- Update outdated technology and add electrical and data outlets: Technology has held us together in the age of COVID-19. Accommodating social distancing and limiting human to human contact will mean more data and device usage in schools, businesses and government processes. Many businesses have also realized some work can be done virtually and bringing everyone together in one physical space to meet may be a thing of the past – so upgrading tech to accommodate virtual meetings will be essential.
- Install plexiglass partitions and physical barriers: COVID-19 is thought to spread mainly from person-to-person through respiratory droplets produced as people speak, cough or sneeze. Therefore, limiting germ contact and maintain social distancing is the best way to prevent the spread of the virus.
- Install no-touch technologies: Limiting human contact within facilities will help minimize the number of disinfection services needed. Contactless restroom equipment, garbage and recycling systems, light switches/occupancy sensors, crosswalks, hand sanitizers, doors, card readers, etc. are all great upgrades to help keep facilities safe.
- Make elevator modifications: Social distancing guidelines recommend six feet of distance between each person in order to limit the spread of the virus. Touching elevator buttons in an enclosed space will need to be reconsidered.
- Sanitize and decontaminate spaces: Regularly scheduled disinfection and sanitization of frequently used spaces will be critical to maintaining healthy common areas. In addition to an increase in sanitation frequency on contact surfaces, providing disinfectant and sanitizing supplies to all building occupants will reduce the possibility of the virus within the facility.
- Upgrade/modify HVAC, ductwork and filtration systems: Filtration in building heating, ventilation and air conditioning (HVAC) systems can be a part of an overall risk mitigation approach to help remove particles from the air.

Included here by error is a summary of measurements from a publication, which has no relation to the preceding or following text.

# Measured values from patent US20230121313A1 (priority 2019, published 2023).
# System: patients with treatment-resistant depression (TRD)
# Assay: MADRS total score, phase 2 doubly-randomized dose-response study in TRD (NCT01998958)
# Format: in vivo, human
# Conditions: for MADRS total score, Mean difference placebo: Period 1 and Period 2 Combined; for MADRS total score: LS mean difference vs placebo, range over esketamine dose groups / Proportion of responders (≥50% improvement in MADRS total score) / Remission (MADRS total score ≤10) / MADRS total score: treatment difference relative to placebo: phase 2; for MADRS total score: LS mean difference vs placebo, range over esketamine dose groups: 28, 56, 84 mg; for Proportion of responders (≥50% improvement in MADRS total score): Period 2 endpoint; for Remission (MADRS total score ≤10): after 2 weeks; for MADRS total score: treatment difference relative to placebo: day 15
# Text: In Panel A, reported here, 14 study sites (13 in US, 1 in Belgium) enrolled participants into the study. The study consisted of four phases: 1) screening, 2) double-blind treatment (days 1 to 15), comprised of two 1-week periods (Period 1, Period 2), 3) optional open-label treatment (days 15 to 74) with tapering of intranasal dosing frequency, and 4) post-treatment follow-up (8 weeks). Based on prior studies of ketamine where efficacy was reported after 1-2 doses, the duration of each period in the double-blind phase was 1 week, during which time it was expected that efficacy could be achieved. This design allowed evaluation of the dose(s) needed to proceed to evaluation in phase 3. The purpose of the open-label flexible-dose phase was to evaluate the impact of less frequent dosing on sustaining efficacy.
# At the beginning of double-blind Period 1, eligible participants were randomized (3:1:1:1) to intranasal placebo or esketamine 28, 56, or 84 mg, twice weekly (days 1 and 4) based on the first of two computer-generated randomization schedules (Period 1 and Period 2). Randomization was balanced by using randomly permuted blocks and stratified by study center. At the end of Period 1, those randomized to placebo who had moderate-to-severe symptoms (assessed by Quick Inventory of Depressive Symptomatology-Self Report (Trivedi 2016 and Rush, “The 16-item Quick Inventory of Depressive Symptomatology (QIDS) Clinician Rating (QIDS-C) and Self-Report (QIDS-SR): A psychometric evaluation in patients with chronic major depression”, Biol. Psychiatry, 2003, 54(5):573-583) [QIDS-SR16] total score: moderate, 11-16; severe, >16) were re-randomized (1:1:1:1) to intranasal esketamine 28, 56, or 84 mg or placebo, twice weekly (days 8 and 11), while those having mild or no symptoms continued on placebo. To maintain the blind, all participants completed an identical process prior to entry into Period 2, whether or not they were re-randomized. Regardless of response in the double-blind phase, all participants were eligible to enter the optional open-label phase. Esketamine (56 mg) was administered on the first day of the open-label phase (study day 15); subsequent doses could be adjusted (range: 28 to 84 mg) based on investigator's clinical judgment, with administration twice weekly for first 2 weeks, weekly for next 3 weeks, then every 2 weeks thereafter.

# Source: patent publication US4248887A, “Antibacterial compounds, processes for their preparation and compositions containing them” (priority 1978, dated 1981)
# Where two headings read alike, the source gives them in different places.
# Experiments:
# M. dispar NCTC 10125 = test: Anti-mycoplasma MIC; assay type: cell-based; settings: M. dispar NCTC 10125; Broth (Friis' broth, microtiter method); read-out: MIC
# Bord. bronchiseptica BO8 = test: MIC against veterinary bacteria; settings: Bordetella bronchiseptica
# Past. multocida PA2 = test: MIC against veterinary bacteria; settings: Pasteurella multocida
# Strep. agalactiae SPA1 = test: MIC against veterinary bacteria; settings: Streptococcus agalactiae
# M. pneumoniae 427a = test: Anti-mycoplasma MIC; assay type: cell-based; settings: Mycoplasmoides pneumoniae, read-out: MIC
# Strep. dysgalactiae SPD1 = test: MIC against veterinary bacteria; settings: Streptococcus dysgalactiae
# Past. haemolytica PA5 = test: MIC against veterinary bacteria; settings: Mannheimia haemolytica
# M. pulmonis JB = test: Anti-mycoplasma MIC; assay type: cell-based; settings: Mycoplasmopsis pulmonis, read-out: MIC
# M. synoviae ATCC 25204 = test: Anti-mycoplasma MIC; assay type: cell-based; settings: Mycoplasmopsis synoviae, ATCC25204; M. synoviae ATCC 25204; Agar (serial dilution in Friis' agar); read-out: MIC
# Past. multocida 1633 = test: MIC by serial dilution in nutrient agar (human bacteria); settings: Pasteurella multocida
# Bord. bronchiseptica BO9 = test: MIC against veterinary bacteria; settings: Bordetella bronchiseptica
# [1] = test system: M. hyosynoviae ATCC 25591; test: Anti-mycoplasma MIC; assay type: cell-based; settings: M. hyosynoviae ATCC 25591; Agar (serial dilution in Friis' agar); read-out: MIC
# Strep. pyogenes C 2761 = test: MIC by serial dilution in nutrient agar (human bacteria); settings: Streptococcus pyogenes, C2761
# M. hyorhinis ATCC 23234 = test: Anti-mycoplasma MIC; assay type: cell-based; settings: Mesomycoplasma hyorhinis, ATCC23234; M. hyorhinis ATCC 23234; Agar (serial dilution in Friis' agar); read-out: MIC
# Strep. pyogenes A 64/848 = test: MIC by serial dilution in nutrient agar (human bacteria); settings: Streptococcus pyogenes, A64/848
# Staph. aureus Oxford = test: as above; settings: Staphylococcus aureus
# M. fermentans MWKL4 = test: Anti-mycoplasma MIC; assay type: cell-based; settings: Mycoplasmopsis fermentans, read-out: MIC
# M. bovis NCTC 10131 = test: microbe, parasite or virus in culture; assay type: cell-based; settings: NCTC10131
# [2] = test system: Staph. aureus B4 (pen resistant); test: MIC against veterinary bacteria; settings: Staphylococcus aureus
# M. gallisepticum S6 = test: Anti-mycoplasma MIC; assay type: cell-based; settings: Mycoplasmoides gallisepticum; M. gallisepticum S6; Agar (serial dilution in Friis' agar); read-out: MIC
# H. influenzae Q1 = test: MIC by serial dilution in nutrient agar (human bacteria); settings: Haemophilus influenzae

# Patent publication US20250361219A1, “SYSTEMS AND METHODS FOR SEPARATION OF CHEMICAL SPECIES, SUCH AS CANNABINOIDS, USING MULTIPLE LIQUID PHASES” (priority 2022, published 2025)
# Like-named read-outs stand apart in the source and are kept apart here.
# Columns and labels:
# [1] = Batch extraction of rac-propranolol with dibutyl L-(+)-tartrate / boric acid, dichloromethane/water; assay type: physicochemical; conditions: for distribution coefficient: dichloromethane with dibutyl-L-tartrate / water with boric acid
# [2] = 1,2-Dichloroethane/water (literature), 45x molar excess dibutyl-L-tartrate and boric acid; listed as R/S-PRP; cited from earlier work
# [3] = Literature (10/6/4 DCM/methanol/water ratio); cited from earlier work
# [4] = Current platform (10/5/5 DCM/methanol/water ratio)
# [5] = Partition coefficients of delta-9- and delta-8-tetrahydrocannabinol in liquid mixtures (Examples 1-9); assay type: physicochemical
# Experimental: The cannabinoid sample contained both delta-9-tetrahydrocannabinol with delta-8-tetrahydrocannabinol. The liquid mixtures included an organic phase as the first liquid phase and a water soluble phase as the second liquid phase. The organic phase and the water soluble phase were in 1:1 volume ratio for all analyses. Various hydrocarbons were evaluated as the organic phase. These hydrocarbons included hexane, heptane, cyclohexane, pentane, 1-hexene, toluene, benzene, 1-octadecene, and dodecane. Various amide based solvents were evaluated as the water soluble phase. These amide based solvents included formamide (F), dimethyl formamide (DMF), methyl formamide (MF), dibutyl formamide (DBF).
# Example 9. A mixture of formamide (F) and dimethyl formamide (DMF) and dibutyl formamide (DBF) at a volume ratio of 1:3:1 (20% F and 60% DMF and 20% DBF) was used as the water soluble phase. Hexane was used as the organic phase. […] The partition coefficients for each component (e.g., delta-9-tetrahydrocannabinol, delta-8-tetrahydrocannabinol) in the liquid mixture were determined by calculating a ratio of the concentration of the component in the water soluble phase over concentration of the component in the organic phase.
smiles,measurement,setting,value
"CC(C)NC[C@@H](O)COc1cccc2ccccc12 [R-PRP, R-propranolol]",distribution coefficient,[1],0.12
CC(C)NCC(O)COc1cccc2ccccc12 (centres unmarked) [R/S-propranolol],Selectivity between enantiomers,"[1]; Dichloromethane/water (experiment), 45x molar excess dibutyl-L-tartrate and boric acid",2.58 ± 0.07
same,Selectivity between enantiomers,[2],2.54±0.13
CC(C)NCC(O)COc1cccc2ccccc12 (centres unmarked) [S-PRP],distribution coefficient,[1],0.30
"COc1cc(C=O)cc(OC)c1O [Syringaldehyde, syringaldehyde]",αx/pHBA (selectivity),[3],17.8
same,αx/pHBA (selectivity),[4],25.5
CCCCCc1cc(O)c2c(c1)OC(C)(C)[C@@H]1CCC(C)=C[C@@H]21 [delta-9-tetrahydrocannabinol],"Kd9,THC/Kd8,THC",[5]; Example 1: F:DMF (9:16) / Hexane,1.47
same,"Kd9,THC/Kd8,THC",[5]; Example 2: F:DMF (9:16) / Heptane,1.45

- Install anti-microbial/bacterial coatings and surfaces: Coronavirus can survive on some surfaces for hours. To prevent the initial adhesion of the cells to surfaces, combatting the growth of bacterial cells, special coatings and resilient surfaces can be used.
- Reduce workspace and conference room density: To comply with social distancing guidelines, it will be important to limit the number of people in each conference space and ensure there are partitions or at least six feet of distance between each seat.
- Re-configure spaces to support social distancing guidelines: Social distancing guidelines are likely to impact each shared space within municipal facilities. Thoughtful plans and clear signage will need to be considered to encourage people maintain a safe distance while using the facilities.
This may look like a daunting list, especially since government procurement processes have a reputation for gridlock. A lack of resources, funds or both can cause these renovation and alteration projects to threaten the safety and quality of life for residents. The expansion of services and growing adoption of cooperative contracts has resulted in a process with advantages essential for today’s government leaders. By establishing local, competitively-awarded contracts through cooperative purchasing networks, agencies can allow work to immediately begin on facility and infrastructure repairs, renovations, alterations and modernizations. That all adds up to faster delivery and greater cost control. By taking new approaches to everyday operations, embracing modern technology and working with trusted partners, state and local governments can continue to serve community needs and preserve community health.
Alyssa Chapman serves as Gordian’s National Vice President of Sales. She has more than 20 years of experience in business development and sales leadership in enterprise technology and information services.